users = ["denis.cutic", "josip", "mmatosevic", "mbruncic", "pducic"]
module.exports = (robot) ->
  robot.hear /dod/i, (response) ->
    possible = (user for user in users when user != response.message.user.name)
    lucky = possible[Math.floor(Math.random() * possible.length)]
    response.send "Hi #{response.message.user.name}! Your dod is assigned to #{lucky}"

But then we could not stop programming, so we added a feature which enable Rambot to update task assignees through JIRA API:

jiraData = JSON.stringify({
  fields: {
    assignee: {
      name: luckyJiraUsername
    }
  }
})
response.http("https://jira.infobip.com/rest/api/2/issue/#{task}")
  .auth(jiraUsername, jiraPass)
  .header('Content-Type', 'application/json')
  .put(jiraData) (err, res, body) ->
    response.send(body)

And of course, an Infobip SMS API powered feature to notify that lucky guy with an SMS:

ibData = JSON.stringify({
  to:users[lucky].gsm,
  text:"You're the lucky one: #{task}"
})
response.http("https://api.infobip.com/sms/1/text/single")
  .auth(infobipUsername, infobipPass)
  .header('Content-Type', 'application/json')
  .post(ibData) (err, res, body) ->
    response.send "sent SMS!"

The final code looks something like this:

jiraUsername = process.env.HUBOT_JIRA_USERNAME
jiraPass = process.env.HUBOT_JIRA_PASS
infobipUsername = process.env.HUBOT_IB_USERNAME
infobipPass = process.env.HUBOT_IB_PASS
 
users = {
  "denis.cutic": {
    jira: "dcutic",
    gsm: "3859********"
  },
  josip: {
    jira: "jantolis",
    gsm: "3859********"
  },
  mmatosevic: {
    jira: "mmatosevic",
    gsm: "3859********"
  },
  mbruncic: {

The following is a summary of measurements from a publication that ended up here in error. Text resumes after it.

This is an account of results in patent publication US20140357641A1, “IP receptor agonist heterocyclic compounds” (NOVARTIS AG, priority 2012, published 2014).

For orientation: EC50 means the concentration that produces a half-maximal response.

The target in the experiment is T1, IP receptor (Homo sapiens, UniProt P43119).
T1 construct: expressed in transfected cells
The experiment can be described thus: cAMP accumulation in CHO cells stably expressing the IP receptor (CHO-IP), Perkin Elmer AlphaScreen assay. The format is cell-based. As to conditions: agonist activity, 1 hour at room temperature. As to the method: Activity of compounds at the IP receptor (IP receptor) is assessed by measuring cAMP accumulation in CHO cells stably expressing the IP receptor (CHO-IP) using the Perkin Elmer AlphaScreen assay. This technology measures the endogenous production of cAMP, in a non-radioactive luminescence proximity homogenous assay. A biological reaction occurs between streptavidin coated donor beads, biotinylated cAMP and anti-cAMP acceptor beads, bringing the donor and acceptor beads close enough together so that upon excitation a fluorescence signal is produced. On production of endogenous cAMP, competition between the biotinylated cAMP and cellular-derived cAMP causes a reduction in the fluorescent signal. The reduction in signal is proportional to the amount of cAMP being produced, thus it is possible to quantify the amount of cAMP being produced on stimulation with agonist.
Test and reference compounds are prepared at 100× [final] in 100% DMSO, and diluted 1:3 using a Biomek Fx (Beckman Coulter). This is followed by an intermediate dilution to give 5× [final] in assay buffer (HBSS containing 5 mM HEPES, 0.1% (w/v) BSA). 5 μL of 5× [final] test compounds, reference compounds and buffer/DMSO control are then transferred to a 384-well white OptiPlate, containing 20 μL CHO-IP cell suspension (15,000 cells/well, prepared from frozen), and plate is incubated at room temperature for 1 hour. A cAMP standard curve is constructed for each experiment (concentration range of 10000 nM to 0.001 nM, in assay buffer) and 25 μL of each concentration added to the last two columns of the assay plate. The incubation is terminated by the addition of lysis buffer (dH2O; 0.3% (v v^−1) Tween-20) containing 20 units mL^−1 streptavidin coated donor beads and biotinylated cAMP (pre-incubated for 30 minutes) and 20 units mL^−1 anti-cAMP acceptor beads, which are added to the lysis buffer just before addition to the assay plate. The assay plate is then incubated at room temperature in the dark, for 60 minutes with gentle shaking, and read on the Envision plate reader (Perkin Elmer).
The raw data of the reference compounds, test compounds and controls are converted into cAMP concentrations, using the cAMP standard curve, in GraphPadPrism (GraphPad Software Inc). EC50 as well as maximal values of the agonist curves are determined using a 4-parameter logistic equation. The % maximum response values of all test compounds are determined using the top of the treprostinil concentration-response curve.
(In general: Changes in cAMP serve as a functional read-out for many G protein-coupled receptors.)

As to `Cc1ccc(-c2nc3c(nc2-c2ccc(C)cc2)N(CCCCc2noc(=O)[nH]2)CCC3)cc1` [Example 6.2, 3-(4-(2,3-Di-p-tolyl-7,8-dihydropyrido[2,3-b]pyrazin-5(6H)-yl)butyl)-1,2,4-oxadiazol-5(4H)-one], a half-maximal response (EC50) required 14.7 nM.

jira: "mbruncic",
    gsm: "3859********"
  },
  pducic: {
    jira: "pducic",
    gsm: "3859********"
  },
}
 
module.exports = (robot) ->
  robot.hear /dod (.*)/i, (response) ->
    task = response.match[1]
    possible = (user for user, value of users when user != response.message.user.name)
    lucky = possible[Math.floor(Math.random() * possible.length)]
    luckyJiraUsername = users[lucky].jira
    if jiraUsername? && jiraPass?
      jiraData = JSON.stringify({
        fields: {
          assignee: {
            name: luckyJiraUsername
          }
        }
      })
      response.http("https://jira.infobip.com/rest/api/2/issue/#{task}")
        .auth(jiraUsername, jiraPass)
        .header('Content-Type', 'application/json')
        .put(jiraData) (err, res, body) ->
          response.send(body)
 
    if infobipUsername? && infobipPass?
      ibData = JSON.stringify({
        to:users[lucky].gsm,
        text:"You're the lucky one: #{task}"
      })
      response.http("https://api.infobip.com/sms/1/text/single")
        .auth(infobipUsername, infobipPass)
        .header('Content-Type', 'application/json')
        .post(ibData) (err, res, body) ->
          response.send "sent SMS!"
 
    response.send "Hi #{response.message.user.name}! Your dod is assigned to #{lucky} "

From the user's perspective it looks like this:

rambot_assigned_a_person.png

That's it! If you have some improvement ideas, we do accept pull requests. The entire code is available on GitHub.

Enjoy!

By Petar Ducic, Software Engineer / Team Leader